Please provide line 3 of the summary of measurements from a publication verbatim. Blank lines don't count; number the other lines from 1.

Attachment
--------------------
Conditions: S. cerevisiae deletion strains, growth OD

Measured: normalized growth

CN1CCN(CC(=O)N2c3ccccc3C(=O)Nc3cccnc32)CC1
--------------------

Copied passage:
CN1CCN(CC(=O)N2c3ccccc3C(=O)Nc3cccnc32)CC1